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The Irish Table – Book Review

April 25, 2014

Who needs another cookbook? Many honestly don’t. Many want them because new ideas abound in cookbooks. Books about food come across my path often. This one grabbed my interest for the title.
My Irish Table goes beyond a cookbook. There’s notes, tips, tricks, stories, traditions shared from Ireland and the author uniquely shares comparisons between Ireland and the US. For example, there’s little nuggets like this:

To cook vegetables that grow on top of the ground, say, asparagus or peas,add them to water that is boiling. To cook vegetables that grow under the ground (potatoes, turnips, rutabagas, for example),start the cooking process in cold water. The exception is new potatoes, which are added to boiling water. Why? Because that’s the rule.

The production and preparation of food makes for meals to celebrate as well as those to forget.

Pullman Bread
Every day that I was in school I had a sandwich for lunch made with Johnson Mooney and O’Brien’s sliced white pan bread, which is the Irish version of Wonder bread, though it is way better. Pullman loaf is sometimes called pan bread or sandwich bread. This recipe calls for 11 cups of flour, which is more than a home mixer can handle at once, so you have to make the dough in two batches unless you have a commercial mixer. You will need a loaf pan that is 4 by 16 and 4 inches deep.
Makes 1 (4 1/4 pound) loaf
5 1/2 cups all purpose flour
5 1/2 cups bread flour
2 teaspoons kosher salt
2 teaspoons active dry yeast
1 quart water.
Make the dough: Place half of the ingredients in the bowl of a stand mixer fitted with the dough hook. Mix on the lowest speed for 5 minutes and then on the next highest speed for 1 minute. The dough should be smooth and slightly tacky. If it is extremely tacky, beat in a bit more flour, adding it gradually until your fingers pull away from the dough with just a bit of adhesion when you touch it. Transfer the dough to a large, lightly oiled bowl and cover with plastic wrap. Repeat the process with the remaining ingredients and place the second batch in the bowl next to the first. Cover the bowl again and let it rise in a warm part of the kitchen for 1 1/2 to 2 hours, until doubled in size.
Let the bread rise a second time: Lightly coat the 4 x 4 x 16 inch loaf pan with nonstick cooking spray. Turn the dough out onto a lightly floured surface. Flatten it with the palms of your hands to form a 14 by 8 inch rectangle wit the long side facing you. Fold the top edge up and over toward you and align it to the middle of the dough. Use a pastry brush to sweep off any flour on the folded section. You don’t want raw flour inside the shaped dough.) Fold the bottom half of the dough up and align the long edge with the first fold. Crimp the dough with your fingertips to seal the seam at the top fold. Place the dough in the pan seam side down. Cover loosely with plastic wrap. Let the dough rise until it comes about 1/2 inch above the rim, about 45 minutes. Meanwhile, preheat the oven to 350*F.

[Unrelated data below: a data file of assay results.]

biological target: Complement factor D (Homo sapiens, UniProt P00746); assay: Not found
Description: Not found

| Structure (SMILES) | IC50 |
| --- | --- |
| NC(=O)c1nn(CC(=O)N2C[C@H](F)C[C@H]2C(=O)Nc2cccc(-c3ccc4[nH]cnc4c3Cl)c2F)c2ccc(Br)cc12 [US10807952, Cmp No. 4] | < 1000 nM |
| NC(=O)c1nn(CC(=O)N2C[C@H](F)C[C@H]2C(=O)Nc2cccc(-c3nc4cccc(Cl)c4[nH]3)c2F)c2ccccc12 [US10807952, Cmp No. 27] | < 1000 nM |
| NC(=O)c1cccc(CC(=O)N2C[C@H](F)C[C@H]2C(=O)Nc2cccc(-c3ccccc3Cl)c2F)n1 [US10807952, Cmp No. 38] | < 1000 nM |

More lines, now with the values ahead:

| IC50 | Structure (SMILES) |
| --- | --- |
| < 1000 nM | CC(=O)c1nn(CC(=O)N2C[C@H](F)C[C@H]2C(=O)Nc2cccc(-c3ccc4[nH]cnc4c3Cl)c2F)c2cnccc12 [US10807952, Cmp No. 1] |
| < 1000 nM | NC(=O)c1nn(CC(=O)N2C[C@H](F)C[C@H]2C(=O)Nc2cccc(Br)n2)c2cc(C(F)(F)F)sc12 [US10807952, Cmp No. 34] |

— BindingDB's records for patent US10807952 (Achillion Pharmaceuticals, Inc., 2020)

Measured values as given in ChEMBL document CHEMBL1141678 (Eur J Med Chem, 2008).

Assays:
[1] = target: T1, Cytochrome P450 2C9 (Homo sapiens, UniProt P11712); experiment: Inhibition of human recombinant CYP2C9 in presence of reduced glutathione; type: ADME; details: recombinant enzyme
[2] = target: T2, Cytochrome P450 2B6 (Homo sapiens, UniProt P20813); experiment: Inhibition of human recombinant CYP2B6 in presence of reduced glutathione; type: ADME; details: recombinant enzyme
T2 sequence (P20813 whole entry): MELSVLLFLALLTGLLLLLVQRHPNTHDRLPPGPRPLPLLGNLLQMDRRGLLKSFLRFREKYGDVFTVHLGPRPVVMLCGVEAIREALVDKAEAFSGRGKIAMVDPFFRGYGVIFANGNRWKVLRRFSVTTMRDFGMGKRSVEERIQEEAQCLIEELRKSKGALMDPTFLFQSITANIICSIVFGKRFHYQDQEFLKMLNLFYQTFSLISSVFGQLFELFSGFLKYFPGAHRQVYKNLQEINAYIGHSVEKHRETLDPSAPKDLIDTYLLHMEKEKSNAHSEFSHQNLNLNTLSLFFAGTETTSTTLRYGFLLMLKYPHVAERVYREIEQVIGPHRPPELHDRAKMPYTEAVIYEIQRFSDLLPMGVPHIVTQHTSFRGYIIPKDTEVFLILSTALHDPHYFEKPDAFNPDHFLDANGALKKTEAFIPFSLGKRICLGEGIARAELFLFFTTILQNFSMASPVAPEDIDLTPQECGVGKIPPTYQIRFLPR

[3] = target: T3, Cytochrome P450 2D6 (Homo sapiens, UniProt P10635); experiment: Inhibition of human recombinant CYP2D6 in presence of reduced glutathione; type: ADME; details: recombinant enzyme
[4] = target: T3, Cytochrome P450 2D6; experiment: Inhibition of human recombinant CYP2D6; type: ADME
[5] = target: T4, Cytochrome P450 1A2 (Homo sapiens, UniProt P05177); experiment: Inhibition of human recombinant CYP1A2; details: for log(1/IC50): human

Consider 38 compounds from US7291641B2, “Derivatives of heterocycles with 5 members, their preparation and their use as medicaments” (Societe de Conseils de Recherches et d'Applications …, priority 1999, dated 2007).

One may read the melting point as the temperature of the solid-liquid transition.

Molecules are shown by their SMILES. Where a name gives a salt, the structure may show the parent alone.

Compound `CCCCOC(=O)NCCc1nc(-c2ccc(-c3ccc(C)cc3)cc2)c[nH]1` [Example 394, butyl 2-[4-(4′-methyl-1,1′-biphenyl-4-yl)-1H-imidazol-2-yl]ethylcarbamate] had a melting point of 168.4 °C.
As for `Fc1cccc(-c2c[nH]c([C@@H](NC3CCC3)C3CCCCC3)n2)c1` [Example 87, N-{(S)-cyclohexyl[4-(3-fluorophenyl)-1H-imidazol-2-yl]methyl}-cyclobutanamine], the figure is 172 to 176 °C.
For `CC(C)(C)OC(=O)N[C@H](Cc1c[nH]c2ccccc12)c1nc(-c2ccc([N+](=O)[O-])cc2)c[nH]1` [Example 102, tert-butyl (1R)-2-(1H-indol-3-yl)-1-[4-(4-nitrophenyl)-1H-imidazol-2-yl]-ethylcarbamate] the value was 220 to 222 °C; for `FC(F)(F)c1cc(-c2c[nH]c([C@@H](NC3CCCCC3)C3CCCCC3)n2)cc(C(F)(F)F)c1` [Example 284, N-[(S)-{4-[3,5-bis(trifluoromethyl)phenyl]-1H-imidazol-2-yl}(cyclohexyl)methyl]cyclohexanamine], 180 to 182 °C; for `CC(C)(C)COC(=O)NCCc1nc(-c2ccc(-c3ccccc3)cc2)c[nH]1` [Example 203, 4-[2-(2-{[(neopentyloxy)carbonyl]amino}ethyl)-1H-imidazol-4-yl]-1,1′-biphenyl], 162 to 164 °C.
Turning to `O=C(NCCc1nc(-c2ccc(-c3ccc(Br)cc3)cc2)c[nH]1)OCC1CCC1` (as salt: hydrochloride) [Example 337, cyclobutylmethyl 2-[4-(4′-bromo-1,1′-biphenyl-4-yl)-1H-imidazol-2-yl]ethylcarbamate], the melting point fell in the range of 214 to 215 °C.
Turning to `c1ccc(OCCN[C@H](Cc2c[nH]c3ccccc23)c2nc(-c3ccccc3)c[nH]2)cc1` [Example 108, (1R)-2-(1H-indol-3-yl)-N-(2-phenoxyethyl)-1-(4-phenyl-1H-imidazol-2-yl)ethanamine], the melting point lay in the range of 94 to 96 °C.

Bake the bread for about 40 minutes, until it is golden brown and an instant-read thermometer inserted into the center registers 180*F.. Turn it out onto a wire rack and let it rest for at least 30 minutes before serving. If stored in a bread bin, this bread lasts for about 2 days for sandwiches and perhaps a third day for toast.

Cathal Armstrong goes beyond just a cookbook. He tells the stories behind why he included some of the recipes, the traditions, the definitions that may be different between Irish context and American. Co-written by David Hagedorn, this is a book that warrants a spot in the kitchen to use the recipes within. The stories are great but the recipes sparkle, with tips and advice sprinkled between the recipes.

Beautiful photos make you want to dive right in and make the recipes. Easy to recommend this one!

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